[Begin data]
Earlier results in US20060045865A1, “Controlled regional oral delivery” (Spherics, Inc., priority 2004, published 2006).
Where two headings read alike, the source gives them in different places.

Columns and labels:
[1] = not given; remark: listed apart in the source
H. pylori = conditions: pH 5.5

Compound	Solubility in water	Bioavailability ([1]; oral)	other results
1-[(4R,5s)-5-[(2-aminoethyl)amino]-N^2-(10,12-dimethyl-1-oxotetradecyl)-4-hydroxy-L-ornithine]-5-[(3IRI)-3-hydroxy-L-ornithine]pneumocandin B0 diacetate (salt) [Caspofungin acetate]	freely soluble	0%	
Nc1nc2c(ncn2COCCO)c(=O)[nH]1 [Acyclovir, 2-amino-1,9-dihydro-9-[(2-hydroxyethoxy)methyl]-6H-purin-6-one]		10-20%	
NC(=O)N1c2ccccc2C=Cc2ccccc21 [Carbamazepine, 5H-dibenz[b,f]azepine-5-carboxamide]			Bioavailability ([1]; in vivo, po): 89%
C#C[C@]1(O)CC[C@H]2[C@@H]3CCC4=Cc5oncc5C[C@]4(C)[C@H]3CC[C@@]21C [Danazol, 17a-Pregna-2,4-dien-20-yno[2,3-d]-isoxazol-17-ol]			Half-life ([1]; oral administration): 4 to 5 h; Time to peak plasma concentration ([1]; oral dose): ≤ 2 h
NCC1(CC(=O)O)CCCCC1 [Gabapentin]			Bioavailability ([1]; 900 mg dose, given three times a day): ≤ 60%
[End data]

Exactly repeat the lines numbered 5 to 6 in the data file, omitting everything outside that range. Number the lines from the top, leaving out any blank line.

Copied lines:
H. pylori = conditions: pH 5.5

Compound	Solubility in water	Bioavailability ([1]; oral)	other results